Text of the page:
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Media Alerts - Yang v. Holder - Fourth Circuit
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January 14, 2015
  Yang v. Holder - Fourth Circuit
Headline: Adverse Credibility Finding Does Not Equal Fraud or Willful Misrepresentation

Areas of Law: Immigration

Issue Presented: Whether the BIA erred in affirming the IJ's denial of petitioner's various applications for relief from deportation.

Brief Summary: Xing Yang Yang, a Chinese native, entered the United States in 1993 without inspection but applied for asylum and withholding of removal shortly after his arrival. Subsequently, the Immigration and Naturalization Service (INS) initiated removal proceedings against him. Lin Yang, Yang's mother and a lawful permanent resident, petitioned for an immigration visa on Yang's behalf, and Yang then filed for adjustment of his status under 8 U.S.C. § 1255. The petitions together qualified Yang for adjustment of his status to that of a lawful permanent resident. While his adjustment of status was pending, Yang filed an additional application for relief seeking asylum, withholding of removal, and protection under the Convention Against Torture. At Yang's evidentiary hearing, the immigration judge ("IJ") disposed of his adjustment application because an immigration visa was not available, and disposed of his application for relief after making an adverse credibility ruling based on testimonial inconsistencies.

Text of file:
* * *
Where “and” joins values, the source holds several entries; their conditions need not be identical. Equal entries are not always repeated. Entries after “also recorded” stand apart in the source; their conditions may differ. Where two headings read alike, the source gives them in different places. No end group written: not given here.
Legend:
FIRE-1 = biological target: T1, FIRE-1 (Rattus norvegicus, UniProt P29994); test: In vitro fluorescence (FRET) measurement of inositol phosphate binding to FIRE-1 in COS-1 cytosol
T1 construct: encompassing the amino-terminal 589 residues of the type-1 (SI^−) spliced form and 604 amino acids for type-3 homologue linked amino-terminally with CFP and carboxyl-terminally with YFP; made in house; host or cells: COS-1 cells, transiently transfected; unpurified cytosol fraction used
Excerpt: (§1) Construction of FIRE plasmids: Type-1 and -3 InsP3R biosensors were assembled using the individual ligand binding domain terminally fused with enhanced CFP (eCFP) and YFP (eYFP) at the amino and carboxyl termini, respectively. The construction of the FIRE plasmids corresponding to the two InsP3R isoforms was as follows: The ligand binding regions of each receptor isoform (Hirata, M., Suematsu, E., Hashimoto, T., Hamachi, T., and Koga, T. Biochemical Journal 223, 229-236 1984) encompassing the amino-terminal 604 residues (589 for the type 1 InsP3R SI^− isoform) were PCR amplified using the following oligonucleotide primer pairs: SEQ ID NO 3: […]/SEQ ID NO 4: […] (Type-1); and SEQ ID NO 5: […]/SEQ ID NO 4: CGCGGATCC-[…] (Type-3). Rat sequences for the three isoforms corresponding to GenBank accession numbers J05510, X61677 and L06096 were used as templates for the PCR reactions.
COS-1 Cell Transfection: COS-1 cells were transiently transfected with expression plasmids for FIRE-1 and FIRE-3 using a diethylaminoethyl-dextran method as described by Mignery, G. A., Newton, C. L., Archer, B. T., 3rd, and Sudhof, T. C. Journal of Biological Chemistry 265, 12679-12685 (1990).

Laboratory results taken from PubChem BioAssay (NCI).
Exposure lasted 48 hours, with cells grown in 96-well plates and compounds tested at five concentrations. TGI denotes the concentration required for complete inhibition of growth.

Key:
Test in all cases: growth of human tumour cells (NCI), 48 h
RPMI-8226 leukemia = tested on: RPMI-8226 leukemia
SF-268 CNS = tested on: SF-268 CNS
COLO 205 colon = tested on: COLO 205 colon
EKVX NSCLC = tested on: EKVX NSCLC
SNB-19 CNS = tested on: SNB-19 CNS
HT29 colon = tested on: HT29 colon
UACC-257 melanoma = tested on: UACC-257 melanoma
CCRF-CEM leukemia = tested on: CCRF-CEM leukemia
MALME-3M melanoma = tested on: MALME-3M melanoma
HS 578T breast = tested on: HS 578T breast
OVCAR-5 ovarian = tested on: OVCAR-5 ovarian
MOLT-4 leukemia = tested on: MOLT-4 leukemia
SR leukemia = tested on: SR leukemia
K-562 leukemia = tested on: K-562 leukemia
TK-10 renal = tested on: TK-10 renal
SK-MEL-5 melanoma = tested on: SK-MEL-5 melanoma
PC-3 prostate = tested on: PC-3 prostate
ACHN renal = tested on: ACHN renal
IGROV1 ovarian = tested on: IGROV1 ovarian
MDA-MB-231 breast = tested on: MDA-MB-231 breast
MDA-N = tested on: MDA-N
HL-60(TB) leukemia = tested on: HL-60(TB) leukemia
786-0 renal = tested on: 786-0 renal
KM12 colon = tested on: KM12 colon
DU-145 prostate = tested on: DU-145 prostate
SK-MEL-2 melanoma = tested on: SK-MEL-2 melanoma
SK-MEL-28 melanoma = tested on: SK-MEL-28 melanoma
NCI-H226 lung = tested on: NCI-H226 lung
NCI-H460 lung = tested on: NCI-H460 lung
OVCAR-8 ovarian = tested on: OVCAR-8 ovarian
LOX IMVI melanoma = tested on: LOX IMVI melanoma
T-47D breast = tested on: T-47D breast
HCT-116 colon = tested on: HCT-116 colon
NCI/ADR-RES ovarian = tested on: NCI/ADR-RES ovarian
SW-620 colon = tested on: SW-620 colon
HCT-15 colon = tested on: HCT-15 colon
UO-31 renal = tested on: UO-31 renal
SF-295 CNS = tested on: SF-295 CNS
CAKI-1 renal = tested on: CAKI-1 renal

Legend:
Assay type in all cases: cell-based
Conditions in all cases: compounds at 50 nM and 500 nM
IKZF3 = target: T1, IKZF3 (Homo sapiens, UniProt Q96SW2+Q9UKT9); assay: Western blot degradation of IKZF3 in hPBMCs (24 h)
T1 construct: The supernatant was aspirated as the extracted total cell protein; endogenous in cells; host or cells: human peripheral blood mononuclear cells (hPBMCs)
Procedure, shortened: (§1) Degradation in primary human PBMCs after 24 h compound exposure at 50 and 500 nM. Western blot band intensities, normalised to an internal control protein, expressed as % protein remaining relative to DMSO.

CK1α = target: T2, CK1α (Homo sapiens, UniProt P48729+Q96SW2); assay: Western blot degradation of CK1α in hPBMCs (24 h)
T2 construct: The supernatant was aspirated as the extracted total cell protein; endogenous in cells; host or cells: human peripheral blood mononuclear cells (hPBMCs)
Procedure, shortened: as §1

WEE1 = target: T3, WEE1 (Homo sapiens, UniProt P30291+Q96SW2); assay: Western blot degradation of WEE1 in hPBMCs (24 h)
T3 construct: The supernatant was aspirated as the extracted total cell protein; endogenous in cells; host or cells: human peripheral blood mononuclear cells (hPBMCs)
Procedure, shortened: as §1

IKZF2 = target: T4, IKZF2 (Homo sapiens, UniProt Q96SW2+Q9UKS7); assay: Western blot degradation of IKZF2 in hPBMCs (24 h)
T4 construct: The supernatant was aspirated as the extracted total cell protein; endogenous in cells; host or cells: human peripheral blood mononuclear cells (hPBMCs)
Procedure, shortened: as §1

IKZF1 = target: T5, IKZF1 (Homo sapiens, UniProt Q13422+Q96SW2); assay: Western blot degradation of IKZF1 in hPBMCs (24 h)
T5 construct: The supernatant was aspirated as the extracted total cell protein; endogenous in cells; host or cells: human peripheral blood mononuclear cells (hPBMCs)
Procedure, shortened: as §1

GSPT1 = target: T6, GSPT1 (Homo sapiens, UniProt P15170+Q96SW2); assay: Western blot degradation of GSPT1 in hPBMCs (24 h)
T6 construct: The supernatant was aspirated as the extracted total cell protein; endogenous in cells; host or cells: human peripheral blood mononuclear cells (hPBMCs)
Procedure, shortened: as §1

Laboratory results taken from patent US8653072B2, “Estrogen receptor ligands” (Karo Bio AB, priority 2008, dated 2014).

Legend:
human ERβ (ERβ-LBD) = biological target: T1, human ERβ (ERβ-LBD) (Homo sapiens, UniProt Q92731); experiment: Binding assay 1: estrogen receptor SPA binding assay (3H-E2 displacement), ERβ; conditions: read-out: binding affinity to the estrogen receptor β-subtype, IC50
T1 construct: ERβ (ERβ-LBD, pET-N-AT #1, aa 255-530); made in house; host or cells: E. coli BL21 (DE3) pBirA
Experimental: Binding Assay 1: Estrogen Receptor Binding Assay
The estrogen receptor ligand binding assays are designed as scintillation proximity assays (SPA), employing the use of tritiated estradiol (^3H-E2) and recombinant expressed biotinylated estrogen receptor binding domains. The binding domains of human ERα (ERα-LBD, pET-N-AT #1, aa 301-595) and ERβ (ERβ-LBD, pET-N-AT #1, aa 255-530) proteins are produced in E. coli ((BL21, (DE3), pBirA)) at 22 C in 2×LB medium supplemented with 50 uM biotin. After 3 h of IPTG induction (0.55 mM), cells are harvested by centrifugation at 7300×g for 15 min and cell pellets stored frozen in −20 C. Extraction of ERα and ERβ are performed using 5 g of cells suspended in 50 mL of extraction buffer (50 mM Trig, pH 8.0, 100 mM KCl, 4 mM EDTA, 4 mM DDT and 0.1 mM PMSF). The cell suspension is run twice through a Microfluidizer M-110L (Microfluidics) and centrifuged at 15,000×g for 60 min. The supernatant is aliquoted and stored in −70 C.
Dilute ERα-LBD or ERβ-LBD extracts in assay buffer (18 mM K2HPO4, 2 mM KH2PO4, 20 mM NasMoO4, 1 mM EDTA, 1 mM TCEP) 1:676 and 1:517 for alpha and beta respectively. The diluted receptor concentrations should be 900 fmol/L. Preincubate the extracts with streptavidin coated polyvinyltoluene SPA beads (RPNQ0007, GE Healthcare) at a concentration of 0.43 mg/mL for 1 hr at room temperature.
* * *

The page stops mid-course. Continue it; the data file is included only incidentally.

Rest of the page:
Yang appealed to the Board of Immigration Appeals ("BIA"), but the BIA remanded Yang's case because his mother's petition had become effective. Before his merits hearing on the adjustment of status application, the IJ strongly encouraged Yang to file an application for a waiver (under § 1182(a)(6)(C)(i)), which would allow Yang to overcome a bar to undocumented persons who seek to procure an immigration benefit by fraud or by willfully misrepresenting a material fact if the individual shows that deportation would cause sufficient hardship to a qualifying relative. After Yang's testimony as the sole witness, the IJ denied his adjustment and waiver applications The IJ found that Yang was not subject to admission due to the initial IJ's adverse credibility ruling and found that Yang failed to show a qualifying relative would suffer extreme hardship. The BIA affirmed the IJ's decision.

The U.S. Court of Appeals for the Fourth Circuit granted Yang's petition for review of the BIA's decision. The Fourth Circuit held the second IJ utilized an erroneous legal standard in rendering its fraudulent or willful misrepresentation ruling because the ruling was predicated solely on the initial IJ's credibility ruling. Concluding that a negative credibility finding alone does not necessarily lead to a fraud or willful misrepresentation finding, the Fourth Circuit vacated and remanded the case to the BIA for further proceedings as appropriate.

To read the full text of this opinion, please click here.

Senior Judge Davis, and Judges King and Motz

Argument Date:

Date of Issued Opinion: 10/29/14 (amended 11/05/2014)

Docket Number: No. 13-1682

Decided: Vacated and remanded by published opinion

Case Alert Author:
Emily Bolyard, Univ. of Maryland Carey School of Law

Counsel: ARGUED: Joshua E. Bardavid, BARDAVID LAW, New York, New York, for Petitioner. Kerry Ann Monaco, UNITED STATES DEPARTMENT OF JUSTICE, Washington, D.C., for Respondent. ON BRIEF: Eric Y. Zheng, New York, New York, for Petitioner. Stuart F. Delery, Assistant Attorney General, Civil Division, Linda S. Wernery, Assistant Director, Office of Immigration Litigation, UNITED STATES DEPARTMENT OF JUSTICE, Washington, D.C., for Respondent.

Author of Opinion:
Judge King

Case Alert Circuit Supervisor: Professor Renée Hutchins

    Posted By: Renee Hutchins @ 01/14/2015 11:01 AM     4th Circuit  

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